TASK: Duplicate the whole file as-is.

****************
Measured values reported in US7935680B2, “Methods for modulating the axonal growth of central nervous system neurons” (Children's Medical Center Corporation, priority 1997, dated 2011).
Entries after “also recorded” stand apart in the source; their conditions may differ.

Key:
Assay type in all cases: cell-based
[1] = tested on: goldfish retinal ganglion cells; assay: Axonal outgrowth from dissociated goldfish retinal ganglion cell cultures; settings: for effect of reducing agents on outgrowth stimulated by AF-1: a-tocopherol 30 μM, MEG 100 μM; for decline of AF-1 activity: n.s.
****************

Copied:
Measured values reported in US7935680B2, “Methods for modulating the axonal growth of central nervous system neurons” (Children's Medical Center Corporation, priority 1997, dated 2011).
Entries after “also recorded” stand apart in the source; their conditions may differ.

Key:
Assay type in all cases: cell-based
[1] = tested on: goldfish retinal ganglion cells; assay: Axonal outgrowth from dissociated goldfish retinal ganglion cell cultures; settings: for effect of reducing agents on outgrowth stimulated by AF-1: a-tocopherol 30 μM, MEG 100 μM; for decline of AF-1 activity: n.s.